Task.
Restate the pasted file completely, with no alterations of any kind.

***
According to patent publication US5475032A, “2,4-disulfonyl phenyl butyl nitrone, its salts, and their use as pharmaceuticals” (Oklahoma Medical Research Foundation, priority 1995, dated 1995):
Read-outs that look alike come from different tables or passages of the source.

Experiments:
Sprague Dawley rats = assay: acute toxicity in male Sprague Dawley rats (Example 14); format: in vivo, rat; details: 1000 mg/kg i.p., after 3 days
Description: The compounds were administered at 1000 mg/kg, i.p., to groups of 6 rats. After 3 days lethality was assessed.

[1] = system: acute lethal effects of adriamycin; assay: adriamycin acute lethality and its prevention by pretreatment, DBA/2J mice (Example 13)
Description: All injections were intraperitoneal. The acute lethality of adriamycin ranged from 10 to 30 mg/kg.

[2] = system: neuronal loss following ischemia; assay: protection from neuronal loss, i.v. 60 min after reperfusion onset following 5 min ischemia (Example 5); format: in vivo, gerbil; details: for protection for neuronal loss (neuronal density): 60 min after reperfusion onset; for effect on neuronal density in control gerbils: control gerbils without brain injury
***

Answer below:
According to patent publication US5475032A, “2,4-disulfonyl phenyl butyl nitrone, its salts, and their use as pharmaceuticals” (Oklahoma Medical Research Foundation, priority 1995, dated 1995):
Read-outs that look alike come from different tables or passages of the source.

Experiments:
Sprague Dawley rats = assay: acute toxicity in male Sprague Dawley rats (Example 14); format: in vivo, rat; details: 1000 mg/kg i.p., after 3 days
Description: The compounds were administered at 1000 mg/kg, i.p., to groups of 6 rats. After 3 days lethality was assessed.

[1] = system: acute lethal effects of adriamycin; assay: adriamycin acute lethality and its prevention by pretreatment, DBA/2J mice (Example 13)
Description: All injections were intraperitoneal. The acute lethality of adriamycin ranged from 10 to 30 mg/kg.

[2] = system: neuronal loss following ischemia; assay: protection from neuronal loss, i.v. 60 min after reperfusion onset following 5 min ischemia (Example 5); format: in vivo, gerbil; details: for protection for neuronal loss (neuronal density): 60 min after reperfusion onset; for effect on neuronal density in control gerbils: control gerbils without brain injury